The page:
It’s no surprise that getting a college or university degree comes with a hefty price tag and for some students, there’s still some amount of ‘sticker shock’ when buying their textbooks for the year.
For many students, textbooks are too expensive and some do not buy them at all; which educators say needs to change.
Kwantlen Polytechnic University psychology professor Dr. Rajiv Jhangiani says when he saw a growing number of his students not buying books, he made the switch from the traditional method to something more modern.
That’s when Open Textbooks was born and now, some B.C. schools are taking part in this open source solution.
Instead of paying hundreds of dollars for a book that will be out of date in a few years, students can log on and download digital versions of those books. They can be kept on a phone, a tablet or the student can print them off.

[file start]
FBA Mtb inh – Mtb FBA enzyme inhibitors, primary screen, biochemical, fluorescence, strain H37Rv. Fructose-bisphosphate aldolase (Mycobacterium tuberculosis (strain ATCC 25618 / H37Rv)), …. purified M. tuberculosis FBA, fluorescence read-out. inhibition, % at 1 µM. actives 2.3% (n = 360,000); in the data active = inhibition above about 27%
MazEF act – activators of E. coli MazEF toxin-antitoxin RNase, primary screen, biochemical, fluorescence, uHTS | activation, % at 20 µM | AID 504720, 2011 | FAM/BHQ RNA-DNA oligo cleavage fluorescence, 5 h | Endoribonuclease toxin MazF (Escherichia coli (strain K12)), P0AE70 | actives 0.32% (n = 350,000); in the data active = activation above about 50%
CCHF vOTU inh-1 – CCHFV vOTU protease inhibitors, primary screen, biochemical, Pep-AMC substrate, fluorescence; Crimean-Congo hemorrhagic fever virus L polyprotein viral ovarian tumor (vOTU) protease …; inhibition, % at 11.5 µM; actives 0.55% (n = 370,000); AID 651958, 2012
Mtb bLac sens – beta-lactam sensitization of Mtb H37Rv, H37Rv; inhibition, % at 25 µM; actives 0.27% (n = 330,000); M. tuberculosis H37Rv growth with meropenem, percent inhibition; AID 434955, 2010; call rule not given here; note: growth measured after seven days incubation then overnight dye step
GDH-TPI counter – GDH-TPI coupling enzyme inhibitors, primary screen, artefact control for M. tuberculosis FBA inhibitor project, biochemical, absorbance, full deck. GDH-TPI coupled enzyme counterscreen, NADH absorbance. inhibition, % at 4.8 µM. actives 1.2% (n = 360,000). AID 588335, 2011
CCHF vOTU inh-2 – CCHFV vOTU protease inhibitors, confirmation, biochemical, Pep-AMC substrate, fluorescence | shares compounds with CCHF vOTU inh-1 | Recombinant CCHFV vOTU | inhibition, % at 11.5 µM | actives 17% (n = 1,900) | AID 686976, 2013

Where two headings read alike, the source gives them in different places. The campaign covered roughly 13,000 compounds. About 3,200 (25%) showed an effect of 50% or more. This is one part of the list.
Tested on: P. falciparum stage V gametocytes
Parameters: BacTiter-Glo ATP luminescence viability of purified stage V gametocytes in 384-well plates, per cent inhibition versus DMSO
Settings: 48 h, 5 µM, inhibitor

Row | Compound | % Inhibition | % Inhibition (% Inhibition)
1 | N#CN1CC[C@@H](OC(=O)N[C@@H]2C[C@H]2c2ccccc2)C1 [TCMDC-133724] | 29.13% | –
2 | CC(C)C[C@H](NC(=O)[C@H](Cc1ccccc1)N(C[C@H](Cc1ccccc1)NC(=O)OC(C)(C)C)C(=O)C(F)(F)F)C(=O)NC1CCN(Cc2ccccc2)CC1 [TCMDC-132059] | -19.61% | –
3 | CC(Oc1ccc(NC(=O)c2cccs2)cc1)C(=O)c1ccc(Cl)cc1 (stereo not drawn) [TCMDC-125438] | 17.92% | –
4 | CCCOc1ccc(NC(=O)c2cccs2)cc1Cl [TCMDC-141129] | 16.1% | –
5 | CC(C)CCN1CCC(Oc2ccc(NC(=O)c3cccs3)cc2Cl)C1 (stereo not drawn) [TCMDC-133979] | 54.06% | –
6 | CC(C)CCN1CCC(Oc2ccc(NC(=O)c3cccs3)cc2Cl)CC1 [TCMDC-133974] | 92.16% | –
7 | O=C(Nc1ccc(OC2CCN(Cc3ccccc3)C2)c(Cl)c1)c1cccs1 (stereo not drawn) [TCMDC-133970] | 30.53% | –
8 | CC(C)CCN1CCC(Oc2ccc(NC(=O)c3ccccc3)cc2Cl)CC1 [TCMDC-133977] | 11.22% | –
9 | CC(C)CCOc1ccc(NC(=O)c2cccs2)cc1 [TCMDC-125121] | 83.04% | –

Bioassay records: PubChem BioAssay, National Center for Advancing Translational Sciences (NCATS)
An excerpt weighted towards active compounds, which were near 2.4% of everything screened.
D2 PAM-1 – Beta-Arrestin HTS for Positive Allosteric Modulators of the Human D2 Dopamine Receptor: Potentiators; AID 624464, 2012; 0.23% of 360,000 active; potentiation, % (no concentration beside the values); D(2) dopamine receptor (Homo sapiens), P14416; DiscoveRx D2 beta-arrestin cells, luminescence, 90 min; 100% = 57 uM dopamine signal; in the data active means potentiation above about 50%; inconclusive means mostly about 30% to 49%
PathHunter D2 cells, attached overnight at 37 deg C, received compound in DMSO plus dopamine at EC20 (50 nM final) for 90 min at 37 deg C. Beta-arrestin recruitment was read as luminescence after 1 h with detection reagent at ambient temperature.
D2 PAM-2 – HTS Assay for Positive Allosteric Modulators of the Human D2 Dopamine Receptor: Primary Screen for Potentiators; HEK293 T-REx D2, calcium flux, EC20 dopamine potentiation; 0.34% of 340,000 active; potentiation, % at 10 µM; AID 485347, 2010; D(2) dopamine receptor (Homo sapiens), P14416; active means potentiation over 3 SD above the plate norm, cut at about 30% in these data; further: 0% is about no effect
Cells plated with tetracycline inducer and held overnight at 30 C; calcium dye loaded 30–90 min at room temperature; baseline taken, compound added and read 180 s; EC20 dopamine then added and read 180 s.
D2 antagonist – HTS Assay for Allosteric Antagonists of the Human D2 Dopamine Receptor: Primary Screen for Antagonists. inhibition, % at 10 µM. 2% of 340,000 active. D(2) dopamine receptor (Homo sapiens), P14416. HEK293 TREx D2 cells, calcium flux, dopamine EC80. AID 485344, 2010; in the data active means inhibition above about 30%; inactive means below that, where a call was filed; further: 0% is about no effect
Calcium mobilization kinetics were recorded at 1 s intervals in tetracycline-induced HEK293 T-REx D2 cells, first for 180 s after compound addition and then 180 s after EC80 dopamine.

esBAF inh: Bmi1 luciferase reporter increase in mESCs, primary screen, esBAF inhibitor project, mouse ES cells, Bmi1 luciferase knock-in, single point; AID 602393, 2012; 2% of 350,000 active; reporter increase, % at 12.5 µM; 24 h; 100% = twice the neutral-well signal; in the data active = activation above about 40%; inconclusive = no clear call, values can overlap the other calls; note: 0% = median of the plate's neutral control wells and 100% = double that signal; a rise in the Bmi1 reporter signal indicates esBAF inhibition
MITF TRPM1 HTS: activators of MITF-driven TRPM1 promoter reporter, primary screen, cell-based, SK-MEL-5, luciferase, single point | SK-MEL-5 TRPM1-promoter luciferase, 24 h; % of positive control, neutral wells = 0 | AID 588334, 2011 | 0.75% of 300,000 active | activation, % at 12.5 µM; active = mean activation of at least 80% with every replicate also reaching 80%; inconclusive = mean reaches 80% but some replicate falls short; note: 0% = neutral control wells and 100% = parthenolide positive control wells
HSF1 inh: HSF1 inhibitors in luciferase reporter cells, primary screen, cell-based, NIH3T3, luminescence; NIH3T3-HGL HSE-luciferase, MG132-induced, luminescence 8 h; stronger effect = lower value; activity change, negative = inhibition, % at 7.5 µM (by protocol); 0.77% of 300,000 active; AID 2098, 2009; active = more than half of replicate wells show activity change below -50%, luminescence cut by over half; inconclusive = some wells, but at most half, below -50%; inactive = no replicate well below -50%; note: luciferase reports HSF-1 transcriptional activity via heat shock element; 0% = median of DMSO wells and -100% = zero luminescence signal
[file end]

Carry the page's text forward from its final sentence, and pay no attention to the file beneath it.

What kind of savings does this mean for students?
It means they can save themselves as much as $1,500 a semester and it means they will actually read the books; which in turn, will help their grades.
“I think students are winning over here because they have access to a resource that they normally couldn’t afford,” says Jhangiani.
“A growing number of them choose not to purchase the textbooks for a number of their courses, and so they are winning. They get to keep it forever, they don’t have to feel compelled to re-sell an expensive textbook at the end of the semester.
“As an instructor, I’m able to modify and customize the textbook to suit the course goals.”
British Columbia is one of the first provinces to widely use Open Textbooks. Since 2013, educators along with the Ministry of Advanced Education have been working to provide the free textbooks for the 40 most highly enrolled subjects in B.C.’s colleges and universities.
But educators are also pointing out that it’s important to remember these books are still fairly new and might need some tweaking. Research is now underway on the Open Textbooks to see how these new books stack up against the competition.
“We have to move ahead in a thoughtful kind of way,” says psychology professor Dr. Farhad Dastur at Kwantlen Polytechnic University.
“I think it does require study so that we understand what are the pros and what the cons. I wouldn’t say that we should rush into it with our eyes closed.”
~ with files from Nadia Stewart